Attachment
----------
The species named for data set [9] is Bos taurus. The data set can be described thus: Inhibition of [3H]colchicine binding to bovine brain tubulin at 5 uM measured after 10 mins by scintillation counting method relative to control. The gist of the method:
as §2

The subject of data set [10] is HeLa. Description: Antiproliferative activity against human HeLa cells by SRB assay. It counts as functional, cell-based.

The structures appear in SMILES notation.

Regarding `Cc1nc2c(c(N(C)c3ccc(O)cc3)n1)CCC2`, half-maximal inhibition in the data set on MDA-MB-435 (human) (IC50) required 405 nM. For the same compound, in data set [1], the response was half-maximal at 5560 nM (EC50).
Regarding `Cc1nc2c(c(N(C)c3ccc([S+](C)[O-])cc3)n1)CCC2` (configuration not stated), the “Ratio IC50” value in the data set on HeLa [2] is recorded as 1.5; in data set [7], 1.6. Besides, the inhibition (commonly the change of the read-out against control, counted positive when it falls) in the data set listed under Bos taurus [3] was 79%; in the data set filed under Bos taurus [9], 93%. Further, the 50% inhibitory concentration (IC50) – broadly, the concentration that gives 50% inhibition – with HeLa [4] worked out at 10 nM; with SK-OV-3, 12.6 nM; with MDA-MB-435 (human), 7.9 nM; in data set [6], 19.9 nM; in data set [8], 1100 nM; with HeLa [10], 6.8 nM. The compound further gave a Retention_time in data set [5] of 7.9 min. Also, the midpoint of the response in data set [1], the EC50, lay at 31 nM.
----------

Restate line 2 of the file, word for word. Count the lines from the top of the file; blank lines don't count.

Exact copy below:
as §2